Watch | 'India Ambivalent on Myanmar as Government Is Unsure What Stand to Take'

Gautam Mukhopadhaya, India's former ambassador to Myanmar, says he believes or hopes the government is waiting to see how the situation in Myanmar develops.

“The only charitable explanation for the Indian government’s ambivalent stand” over the military coup in Myanmar and the subsequent widespread civil disobedience as well as the increasing violence by the country’s military “is that the government is groping and unsure which way things are going to turn in Myanmar”.

This is the conclusion of one of India’s most experienced former ambassadors in Myanmar, Gautam Mukhopadhaya. He adds that just because the government in New Delhi has not so far formulated a more outspoken critique of the military coup and condemned the violence does not mean it will not do so in future. Mukhopadhaya says he believes or hopes the government is waiting to see how the situation in Myanmar develops before it takes a more clear and forthright position.


In a 30-minute interview to Karan Thapar for The Wire, Mukhopadhaya described the present situation in Myanmar as “a revolution”. He said “the civil disobedience will not end”. Asked specifically if the Myanmar people can force their army to reverse the coup and restore democracy or whether the army will inevitably win, even if that happens at the cost of brutal repression and an unconscionable number of deaths, Mukhopadhaya said: “I don’t believe the army will win”. He later added its “impossible for the army to win”.

Mukhopadhaya explained that the Myanmar army has in the past repeatedly miscalculated. He cited 1990, when it held elections and Aung San Suu Kyi won her first electoral triumph. He also cited 2015, when Aung San Suu Kyi won more than three-fourths of the seats and her party came to power with herself as State Counsellor. However, Mukhopadhaya said the biggest miscalculation by the Myanmar army is the fact people have tasted democracy over the last five years and are not willing to accept a return to military rule.

Speaking about New Delhi’s response to the February coup and the violence we have seen in recent weeks when, by some counts, a total of over 450 people have been killed by the army, including 114 on Saturday alone, Mukhopadhaya told The Wire “it’s true there has been a reticence in New Delhi to speak”. He said this was because of “ambivalence or confusion”.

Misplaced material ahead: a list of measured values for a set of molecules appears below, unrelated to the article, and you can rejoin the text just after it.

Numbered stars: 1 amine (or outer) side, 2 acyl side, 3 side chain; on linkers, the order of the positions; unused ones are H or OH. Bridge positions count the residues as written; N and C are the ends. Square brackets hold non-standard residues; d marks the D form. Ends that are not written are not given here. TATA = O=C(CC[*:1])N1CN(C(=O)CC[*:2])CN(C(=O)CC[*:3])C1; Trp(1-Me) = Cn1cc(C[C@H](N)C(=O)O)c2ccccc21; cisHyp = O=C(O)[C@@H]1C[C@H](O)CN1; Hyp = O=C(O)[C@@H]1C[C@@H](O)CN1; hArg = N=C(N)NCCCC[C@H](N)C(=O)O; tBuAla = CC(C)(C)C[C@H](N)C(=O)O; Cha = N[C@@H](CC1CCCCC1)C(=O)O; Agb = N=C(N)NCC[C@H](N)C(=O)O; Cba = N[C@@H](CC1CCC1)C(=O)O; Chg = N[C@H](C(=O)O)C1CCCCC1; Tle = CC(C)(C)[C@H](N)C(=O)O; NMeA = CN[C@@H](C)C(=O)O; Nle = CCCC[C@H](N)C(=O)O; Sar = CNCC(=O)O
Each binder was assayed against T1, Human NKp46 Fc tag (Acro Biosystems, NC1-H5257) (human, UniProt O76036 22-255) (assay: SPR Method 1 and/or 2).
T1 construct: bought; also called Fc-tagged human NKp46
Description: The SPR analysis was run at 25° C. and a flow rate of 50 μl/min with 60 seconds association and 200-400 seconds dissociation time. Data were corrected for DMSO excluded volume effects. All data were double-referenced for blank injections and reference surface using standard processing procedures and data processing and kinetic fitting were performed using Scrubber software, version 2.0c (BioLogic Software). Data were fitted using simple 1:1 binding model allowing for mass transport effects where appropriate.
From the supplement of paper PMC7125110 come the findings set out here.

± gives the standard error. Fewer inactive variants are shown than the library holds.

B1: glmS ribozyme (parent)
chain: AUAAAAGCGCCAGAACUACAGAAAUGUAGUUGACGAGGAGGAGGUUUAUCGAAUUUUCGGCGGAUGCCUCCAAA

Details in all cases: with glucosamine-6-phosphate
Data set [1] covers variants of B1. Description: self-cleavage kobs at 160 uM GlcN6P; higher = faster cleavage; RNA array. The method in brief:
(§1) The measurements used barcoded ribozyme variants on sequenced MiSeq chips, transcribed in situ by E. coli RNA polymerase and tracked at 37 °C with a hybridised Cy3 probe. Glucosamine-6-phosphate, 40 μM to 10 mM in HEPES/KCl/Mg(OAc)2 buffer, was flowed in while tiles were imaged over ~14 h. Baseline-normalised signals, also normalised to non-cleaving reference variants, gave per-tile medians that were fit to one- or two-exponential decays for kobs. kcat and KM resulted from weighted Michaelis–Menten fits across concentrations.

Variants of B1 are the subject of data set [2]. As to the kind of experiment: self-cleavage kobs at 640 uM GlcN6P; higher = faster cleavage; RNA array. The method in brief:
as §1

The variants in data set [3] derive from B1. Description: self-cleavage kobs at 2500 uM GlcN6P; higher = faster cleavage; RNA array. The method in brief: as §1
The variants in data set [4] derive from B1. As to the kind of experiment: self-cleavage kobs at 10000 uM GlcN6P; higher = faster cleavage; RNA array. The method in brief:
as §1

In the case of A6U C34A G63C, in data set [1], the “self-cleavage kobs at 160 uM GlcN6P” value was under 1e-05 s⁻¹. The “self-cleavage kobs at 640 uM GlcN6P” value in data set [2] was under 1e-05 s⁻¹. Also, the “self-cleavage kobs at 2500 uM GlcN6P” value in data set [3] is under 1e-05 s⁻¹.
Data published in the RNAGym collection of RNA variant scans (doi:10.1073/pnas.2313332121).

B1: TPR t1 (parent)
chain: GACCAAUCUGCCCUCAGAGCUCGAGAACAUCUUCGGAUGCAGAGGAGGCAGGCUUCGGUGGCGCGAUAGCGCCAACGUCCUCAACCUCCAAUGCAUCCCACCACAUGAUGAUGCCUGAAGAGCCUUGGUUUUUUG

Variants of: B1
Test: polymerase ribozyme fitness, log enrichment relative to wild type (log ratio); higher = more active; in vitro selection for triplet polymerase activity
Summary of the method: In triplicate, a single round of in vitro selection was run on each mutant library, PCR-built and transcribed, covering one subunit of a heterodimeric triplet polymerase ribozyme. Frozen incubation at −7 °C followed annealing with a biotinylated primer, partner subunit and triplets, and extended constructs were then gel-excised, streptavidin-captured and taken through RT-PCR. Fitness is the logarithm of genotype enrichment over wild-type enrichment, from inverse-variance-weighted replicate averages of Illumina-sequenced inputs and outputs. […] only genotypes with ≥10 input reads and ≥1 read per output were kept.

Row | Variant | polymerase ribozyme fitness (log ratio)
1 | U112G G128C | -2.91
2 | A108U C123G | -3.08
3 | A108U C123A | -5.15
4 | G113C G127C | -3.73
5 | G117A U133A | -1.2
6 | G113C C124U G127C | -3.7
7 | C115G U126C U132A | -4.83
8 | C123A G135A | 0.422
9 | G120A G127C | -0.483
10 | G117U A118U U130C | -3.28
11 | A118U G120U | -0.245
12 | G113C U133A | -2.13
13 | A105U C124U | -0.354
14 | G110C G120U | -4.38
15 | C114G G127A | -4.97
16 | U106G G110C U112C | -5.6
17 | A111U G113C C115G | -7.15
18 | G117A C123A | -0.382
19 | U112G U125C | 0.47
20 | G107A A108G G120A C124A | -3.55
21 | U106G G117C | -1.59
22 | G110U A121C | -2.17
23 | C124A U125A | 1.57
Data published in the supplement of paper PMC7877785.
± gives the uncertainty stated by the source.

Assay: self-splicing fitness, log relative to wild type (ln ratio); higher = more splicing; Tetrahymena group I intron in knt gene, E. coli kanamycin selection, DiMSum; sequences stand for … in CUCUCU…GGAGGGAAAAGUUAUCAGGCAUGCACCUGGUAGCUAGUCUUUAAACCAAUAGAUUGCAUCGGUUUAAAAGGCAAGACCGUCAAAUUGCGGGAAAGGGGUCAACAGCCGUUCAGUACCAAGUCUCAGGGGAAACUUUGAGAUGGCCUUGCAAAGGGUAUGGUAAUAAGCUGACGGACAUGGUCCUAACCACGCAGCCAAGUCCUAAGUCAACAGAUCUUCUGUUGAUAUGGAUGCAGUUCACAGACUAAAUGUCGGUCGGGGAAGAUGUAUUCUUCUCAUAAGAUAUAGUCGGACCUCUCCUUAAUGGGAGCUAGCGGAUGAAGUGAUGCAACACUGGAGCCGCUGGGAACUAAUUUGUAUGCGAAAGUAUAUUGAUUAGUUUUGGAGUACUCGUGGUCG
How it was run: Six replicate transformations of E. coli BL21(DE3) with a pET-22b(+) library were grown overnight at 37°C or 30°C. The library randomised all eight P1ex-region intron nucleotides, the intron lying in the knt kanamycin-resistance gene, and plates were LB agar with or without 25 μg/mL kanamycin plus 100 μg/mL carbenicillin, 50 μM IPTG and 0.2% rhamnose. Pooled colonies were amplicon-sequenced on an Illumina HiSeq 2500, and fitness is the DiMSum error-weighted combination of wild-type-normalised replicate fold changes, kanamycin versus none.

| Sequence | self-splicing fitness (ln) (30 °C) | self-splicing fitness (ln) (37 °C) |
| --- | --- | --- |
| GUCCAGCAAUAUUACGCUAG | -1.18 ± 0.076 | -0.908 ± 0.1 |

Mukhopadhaya told The Wire that India’s presence at Saturday’s Army Day parade in Naypyitaw “was avoidable”.

Making a wider point about the attitude of mainland India to Myanmar, compared to that of the north eastern states, Mukhopadhaya said there’s “a lack of empathy” in New Delhi. He said the people of mainland India have lost the civilisational thread that bound India and Myanmar for millennia. On the other hand, in the north east the people of Myanmar are viewed as kith and kin.

The Central government’s order not to give them support and sustenance and to deport refugees has not been well received in the north east. Mukhopadhaya was, in fact, speaking to The Wire from Manipur.

Asked whether he agreed with the explanation that criticising the Myanmarese army and supporting democracy would annoy Myanmar generals and risk the support and help they give tackling India’s separatists and insurgents in the north east, Mukhopadhyay said the proposition that the Myanmar army has always helped India is “questionable”. He said they have “played hot and cold” in the past.

Mukhopadhaya also did not agree with the explanation that criticising the coup and the army would give China a free run in Myanmar. India’s ambivalence is sometimes explained as a way of ensuring this doesn’t happen. Mukhopadhaya said China is quite capable of adjusting and changing its position to suit its interests and if that is better served by criticising the army and supporting the movement for democracy China won’t hesitate to do so.

Watch the full interview here.